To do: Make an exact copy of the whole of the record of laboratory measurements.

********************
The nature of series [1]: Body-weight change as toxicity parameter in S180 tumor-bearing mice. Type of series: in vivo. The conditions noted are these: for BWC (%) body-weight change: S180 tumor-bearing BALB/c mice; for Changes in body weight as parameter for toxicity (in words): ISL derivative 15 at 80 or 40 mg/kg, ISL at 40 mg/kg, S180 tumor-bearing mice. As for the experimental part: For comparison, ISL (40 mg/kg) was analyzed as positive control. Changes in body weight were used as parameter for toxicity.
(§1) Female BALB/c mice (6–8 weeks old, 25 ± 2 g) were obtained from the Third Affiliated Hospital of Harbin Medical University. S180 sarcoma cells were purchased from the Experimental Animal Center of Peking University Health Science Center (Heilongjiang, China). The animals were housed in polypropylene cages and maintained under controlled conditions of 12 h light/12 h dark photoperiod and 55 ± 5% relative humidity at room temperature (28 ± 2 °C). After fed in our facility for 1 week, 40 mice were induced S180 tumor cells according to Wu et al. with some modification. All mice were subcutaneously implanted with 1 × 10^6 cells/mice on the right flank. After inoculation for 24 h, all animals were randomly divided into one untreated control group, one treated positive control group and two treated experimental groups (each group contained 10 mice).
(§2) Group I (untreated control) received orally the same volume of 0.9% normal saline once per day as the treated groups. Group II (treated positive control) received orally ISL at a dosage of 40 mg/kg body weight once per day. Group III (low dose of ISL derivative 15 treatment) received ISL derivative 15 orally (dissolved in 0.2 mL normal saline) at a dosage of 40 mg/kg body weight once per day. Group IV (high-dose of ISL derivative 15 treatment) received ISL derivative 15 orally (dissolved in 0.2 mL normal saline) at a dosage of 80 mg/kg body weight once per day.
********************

The nature of series [1]: Body-weight change as toxicity parameter in S180 tumor-bearing mice. Type of series: in vivo. The conditions noted are these: for BWC (%) body-weight change: S180 tumor-bearing BALB/c mice; for Changes in body weight as parameter for toxicity (in words): ISL derivative 15 at 80 or 40 mg/kg, ISL at 40 mg/kg, S180 tumor-bearing mice. As for the experimental part: For comparison, ISL (40 mg/kg) was analyzed as positive control. Changes in body weight were used as parameter for toxicity.
(§1) Female BALB/c mice (6–8 weeks old, 25 ± 2 g) were obtained from the Third Affiliated Hospital of Harbin Medical University. S180 sarcoma cells were purchased from the Experimental Animal Center of Peking University Health Science Center (Heilongjiang, China). The animals were housed in polypropylene cages and maintained under controlled conditions of 12 h light/12 h dark photoperiod and 55 ± 5% relative humidity at room temperature (28 ± 2 °C). After fed in our facility for 1 week, 40 mice were induced S180 tumor cells according to Wu et al. with some modification. All mice were subcutaneously implanted with 1 × 10^6 cells/mice on the right flank. After inoculation for 24 h, all animals were randomly divided into one untreated control group, one treated positive control group and two treated experimental groups (each group contained 10 mice).
(§2) Group I (untreated control) received orally the same volume of 0.9% normal saline once per day as the treated groups. Group II (treated positive control) received orally ISL at a dosage of 40 mg/kg body weight once per day. Group III (low dose of ISL derivative 15 treatment) received ISL derivative 15 orally (dissolved in 0.2 mL normal saline) at a dosage of 40 mg/kg body weight once per day. Group IV (high-dose of ISL derivative 15 treatment) received ISL derivative 15 orally (dissolved in 0.2 mL normal saline) at a dosage of 80 mg/kg body weight once per day.